We humans have a lot to think about when it comes to the future of AI and creativity, and that is why these conversations are so so important. Technology is changing rampantly, so we have to come together as humans and make some decisions soon. How should we respect creatives? What should copyright protect? What biases have seeped into our technology? And how should we choose to be creative in today's world?

Now you know what I think.

So what do you think?

By Alexander Sinn on Unsplash

Sources

  • “Artificial Intelligence (AI) vs. Machine Learning.” CU-CAI, 3 Mar. 2022, ai.engineering.columbia.edu/ai-vs-machine-learning/.
  • Barr, Kyle. “Researchers Prove AI Art Generators Can Simply Copy Existing Images.” Gizmodo, Gizmodo, 1 Feb. 2023, gizmodo.com/ai-art-generators-ai-copyright-stable-diffusion-1850060656.
  • Delgado, Rodolfo. “Council Post: The Risk of Losing Unique Voices: What Is the Impact of AI on Writing?” Forbes, Forbes Magazine, 14 July 2023, www.forbes.com/sites/forbesbusinesscouncil/2023/07/11/the-risk-of-losing-unique-voices-what-is-the-impact-of-ai-on-writing/?sh=78c64bfb4db6.
  • Setty, Riddhi, and Isaiah Poritz. “AI-Generated Art Lacks Copyright Protection, D.C. Court Says (1).” Bloomberg Law, 18 Aug. 2023, news.bloomberglaw.com/ip-law/ai-generated-art-lacks-copyright-protection-d-c-court-rules.
  • Sterbenz, Christina. “DeviantArt’s Decision to Label AI Images Creates a Vicious Debate among Artists and Users.” ARTnews.Com, ARTnews.com, 19 July 2023, www.artnews.com/art-news/news/deviantart-artficial-intelligence-ai-images-midjourney-stabilityai-art-1234674400/.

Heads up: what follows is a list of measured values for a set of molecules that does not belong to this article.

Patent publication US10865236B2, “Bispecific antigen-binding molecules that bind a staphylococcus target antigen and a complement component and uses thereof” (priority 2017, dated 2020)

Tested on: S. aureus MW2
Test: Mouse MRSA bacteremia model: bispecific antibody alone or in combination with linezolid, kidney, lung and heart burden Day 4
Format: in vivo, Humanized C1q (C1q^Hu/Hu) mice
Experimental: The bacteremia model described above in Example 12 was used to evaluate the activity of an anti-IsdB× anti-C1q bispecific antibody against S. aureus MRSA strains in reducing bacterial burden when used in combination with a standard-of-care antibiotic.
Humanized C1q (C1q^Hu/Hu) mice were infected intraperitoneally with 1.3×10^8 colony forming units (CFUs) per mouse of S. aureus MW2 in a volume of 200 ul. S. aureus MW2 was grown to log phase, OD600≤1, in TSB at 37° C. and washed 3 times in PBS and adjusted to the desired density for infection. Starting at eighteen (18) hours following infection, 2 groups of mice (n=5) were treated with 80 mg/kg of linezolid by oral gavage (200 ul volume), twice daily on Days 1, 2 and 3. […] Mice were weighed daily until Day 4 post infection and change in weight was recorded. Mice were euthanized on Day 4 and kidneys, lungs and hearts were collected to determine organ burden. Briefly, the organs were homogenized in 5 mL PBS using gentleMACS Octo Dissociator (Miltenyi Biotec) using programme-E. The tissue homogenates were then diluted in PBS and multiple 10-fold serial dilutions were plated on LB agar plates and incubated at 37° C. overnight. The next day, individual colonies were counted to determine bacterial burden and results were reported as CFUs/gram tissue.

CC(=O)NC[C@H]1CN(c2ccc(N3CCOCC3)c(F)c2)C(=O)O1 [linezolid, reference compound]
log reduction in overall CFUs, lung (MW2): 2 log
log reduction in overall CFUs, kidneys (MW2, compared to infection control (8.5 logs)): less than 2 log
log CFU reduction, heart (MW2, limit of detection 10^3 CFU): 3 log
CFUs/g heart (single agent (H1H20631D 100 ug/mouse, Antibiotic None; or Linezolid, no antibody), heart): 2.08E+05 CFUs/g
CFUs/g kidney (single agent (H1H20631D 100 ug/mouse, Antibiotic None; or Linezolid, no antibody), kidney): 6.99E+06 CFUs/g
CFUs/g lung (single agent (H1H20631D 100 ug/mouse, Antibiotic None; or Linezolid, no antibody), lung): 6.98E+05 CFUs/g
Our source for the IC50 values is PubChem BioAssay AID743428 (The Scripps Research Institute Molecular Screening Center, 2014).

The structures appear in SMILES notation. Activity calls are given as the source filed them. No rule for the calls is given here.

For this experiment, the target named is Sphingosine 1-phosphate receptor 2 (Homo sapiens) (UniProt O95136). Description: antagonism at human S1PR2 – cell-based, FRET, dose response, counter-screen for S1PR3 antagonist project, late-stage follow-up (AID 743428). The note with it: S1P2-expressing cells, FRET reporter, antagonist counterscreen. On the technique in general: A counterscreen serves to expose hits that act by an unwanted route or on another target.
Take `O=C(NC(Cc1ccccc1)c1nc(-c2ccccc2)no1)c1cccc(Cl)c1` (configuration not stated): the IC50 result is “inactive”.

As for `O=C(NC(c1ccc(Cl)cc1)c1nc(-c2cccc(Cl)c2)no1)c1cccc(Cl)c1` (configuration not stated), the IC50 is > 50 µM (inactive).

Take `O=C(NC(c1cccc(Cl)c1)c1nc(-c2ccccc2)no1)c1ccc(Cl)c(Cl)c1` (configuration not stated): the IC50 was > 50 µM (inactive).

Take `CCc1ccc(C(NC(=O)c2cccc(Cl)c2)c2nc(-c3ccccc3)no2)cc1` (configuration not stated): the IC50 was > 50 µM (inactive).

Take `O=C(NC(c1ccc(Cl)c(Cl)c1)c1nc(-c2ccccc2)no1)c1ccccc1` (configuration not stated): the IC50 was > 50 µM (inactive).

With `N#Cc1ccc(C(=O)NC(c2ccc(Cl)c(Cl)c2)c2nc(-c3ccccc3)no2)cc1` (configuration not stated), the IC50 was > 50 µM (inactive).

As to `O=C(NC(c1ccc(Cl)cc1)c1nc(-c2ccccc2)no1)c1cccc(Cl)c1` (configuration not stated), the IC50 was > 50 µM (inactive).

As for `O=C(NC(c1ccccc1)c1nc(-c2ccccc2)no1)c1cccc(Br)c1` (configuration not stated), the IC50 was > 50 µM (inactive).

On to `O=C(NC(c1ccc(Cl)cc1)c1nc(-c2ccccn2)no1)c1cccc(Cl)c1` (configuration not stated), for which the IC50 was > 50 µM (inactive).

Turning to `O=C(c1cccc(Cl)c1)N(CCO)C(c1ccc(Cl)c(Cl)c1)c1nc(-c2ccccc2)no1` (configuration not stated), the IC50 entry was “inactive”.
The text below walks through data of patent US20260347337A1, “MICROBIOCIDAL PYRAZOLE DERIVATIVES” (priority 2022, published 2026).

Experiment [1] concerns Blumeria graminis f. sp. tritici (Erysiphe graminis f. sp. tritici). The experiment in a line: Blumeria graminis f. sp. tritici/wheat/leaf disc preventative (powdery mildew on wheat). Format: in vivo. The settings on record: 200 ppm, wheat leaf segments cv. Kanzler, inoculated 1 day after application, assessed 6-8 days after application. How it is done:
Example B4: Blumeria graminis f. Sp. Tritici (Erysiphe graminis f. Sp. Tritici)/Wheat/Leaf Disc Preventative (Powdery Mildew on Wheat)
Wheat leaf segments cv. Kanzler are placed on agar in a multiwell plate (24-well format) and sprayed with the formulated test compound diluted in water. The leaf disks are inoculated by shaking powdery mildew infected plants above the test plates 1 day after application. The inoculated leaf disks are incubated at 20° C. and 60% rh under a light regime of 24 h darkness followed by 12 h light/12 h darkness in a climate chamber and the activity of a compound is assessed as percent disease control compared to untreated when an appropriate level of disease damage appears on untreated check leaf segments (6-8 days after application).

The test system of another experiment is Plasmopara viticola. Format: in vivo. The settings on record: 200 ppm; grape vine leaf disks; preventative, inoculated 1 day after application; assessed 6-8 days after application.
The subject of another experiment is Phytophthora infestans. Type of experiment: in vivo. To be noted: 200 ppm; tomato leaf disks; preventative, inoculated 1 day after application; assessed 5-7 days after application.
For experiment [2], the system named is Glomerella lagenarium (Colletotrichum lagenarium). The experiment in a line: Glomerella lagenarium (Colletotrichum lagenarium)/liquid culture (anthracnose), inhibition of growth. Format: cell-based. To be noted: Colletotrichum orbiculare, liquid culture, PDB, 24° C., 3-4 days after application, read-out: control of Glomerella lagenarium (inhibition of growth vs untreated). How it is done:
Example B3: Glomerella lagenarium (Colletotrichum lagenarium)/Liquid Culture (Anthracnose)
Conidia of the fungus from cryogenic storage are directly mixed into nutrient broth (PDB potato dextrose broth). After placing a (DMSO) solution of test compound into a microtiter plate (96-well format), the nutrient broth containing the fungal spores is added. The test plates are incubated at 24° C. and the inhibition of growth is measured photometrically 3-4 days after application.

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About the Creator

Bri Craig

Bri Craig (she/her) is a variety pack writer. She enjoys writing poetry, webcomic features, humor, short stories, and personal anecdotes. Basically, neither of us will ever know what will be posted next!

Let's connect! More about me here.

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Comments (33)

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  • Esala Gunathilake10 days ago

    Congratulations on your top story.

  • Zoya Shah2 months ago

    Critically examine the drawbacks and limitations of AI tools for writing in "The Case Against AI Tools for Writing." Delve into ethical concerns, loss of human creativity, and potential biases inherent in AI-generated content. Capture your reflections and arguments with branded pens, facilitating thoughtful analysis and expression of your stance on the role of AI in the writing process. Explore alternative perspectives while staying grounded in your convictions on this contentious topic. https://www.gopromotional.co.uk/branded-products/promotional-pens

  • Bozhan Bozhkov3 months ago

    Hi Bri, My question is, I'm afraid a bit off topic. I'm slight confused from term Machine Learning and Deep Learning algorithm. As I know, AI like ChatGPT are not self learning, I mean, they don't learn from the information provided by users. They only use this information, which is preloaded from their creators. Apparently Machine Learning and Deep Learning is different from self learning. Or I'm wrong? Or did I completely confuse the concepts?

  • Manisha Dhalani4 months ago

    Amazing insights!

  • G. K. Hunter4 months ago

    Excellent breakdown

  • Torsten Vogler4 months ago

    Hello! Thanks for the interesting article. AI tools for writing can be valuable aids, they are not without their limitations and drawbacks. As writers and consumers of content, it's essential to approach these tools with a critical mindset, recognizing their potential benefits and limitations. Therefore, if there are difficulties with writing, you can turn to writing assistants. I found a very useful resource https://www.nursingpaper.com/ nursing paper examples that helps me. Ultimately, the essence of writing lies in its human elements—creativity, authenticity, and connection—and these are qualities that AI, at least for now, cannot fully replicate. I was interested in getting different opinions.

  • Ace Melee5 months ago